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How to Tell People You Have COVID-19

At Ascend Medical, we know that open and honest communication is currently one of the most invaluable tools we have to slow the spread of COVID-19. Unawareness can lead to accelerated community spread between one individual to many others if infected individuals do not know they were exposed and fail to quarantine as soon as possible. Therefore, promptly notifying those around you if you test positive helps diminish the spread of COVID-19.

Why You Need to Tell People

It's important to remember, this virus is extremely contagious, with nearly 100 million cases worldwide. COVID-19 is much more contagious and lethal than the flu and spreads from respiratory droplets, which can travel through the air via talking, coughing and sneezing—or even from close person-to-person contact.

When Should You Say Something?

Recent data from McKinsey suggests that one infected individual can spread the virus to 2-4 other people, whether or not they exhibit symptoms. Best practice: do not wait for a positive diagnosis. Instead, notify others as soon as you start to feel symptoms.

Who Do You Notify?

After self-isolating, create a list of everyone you came into contact with beginning two days before you first started showing symptoms or before receiving a positive test. This list should include anyone who was less than six feet from you (masked or unmasked) for approximately 15 minutes or longer. Intimate partners, members of your household, and anyone whom you may have shared utensils with should be promptly notified.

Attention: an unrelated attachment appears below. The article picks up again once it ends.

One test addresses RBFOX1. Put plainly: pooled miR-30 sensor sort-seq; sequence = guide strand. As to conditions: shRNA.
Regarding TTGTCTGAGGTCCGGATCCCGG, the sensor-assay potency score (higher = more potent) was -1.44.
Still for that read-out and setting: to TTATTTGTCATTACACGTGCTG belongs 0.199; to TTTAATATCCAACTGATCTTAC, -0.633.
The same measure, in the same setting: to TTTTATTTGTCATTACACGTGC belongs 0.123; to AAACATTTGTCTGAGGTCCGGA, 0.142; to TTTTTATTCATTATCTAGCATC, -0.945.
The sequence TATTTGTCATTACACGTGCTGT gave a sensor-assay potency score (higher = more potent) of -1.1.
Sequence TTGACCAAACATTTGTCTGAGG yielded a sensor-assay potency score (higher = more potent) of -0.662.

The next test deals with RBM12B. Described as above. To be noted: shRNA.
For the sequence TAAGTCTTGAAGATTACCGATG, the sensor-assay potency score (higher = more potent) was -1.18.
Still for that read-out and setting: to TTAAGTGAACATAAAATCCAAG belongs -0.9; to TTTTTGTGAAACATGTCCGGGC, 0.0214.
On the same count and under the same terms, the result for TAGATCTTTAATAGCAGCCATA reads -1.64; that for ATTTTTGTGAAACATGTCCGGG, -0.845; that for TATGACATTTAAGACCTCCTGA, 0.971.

"It also does not hurt to call places you've been and inform them you've tested positive," said Dr. John Michael Smith, Chief Medical Officer at Ascend Medical. "That way, they can inform staff and other patrons who were there around the same time."

How Should You Communicate?

When communicating that you've been infected with the virus, avoid In-person communication as this runs the risk of spreading the disease further. Call or text those you've come into contact with or utilize tools like Facetime or Zoom to get the message out.

While these conversations may be uncomfortable, being transparent about your diagnosis is critical to stopping the transmission chain and protecting the health and wellness of those around you.

How to Respond to Negative Reactions

It is impossible to predict how someone will react to such sensitive news as finding out they may have been exposed to the virus. While some people may be kind and understanding, others may have a more negative response.

Regardless, remember that the range of emotional responses to this news is normal and try to exercise patience with your loved ones when it comes to this conversation. Always refer to the latest information published by the CDC when answering questions related to COVID-19 and advise them to call their doctor with questions they still have about the disease.

How to Handle the Situation with Your Employer

The White House recently signed into law an emergency aid package, which gives workers paid sick leave if they have to take time off because of the COVID-19 situation; however, an understanding of your basic rights can help when mitigating the situation with your employer.

Most employment attorneys will agree that those who are not attending work due to their own or a family member's serious medical condition will be protected under the Family Medical Leave Act.

Whether you're handling coronavirus or the seasonal flu, choose a primary care system that revolves around you. We offer membership-based healthcare services, mobile diagnostics, and 24/7, on-demand virtual visits to address all of your health concerns - exactly when and where it's convenient for you. Book your same day appointment today!

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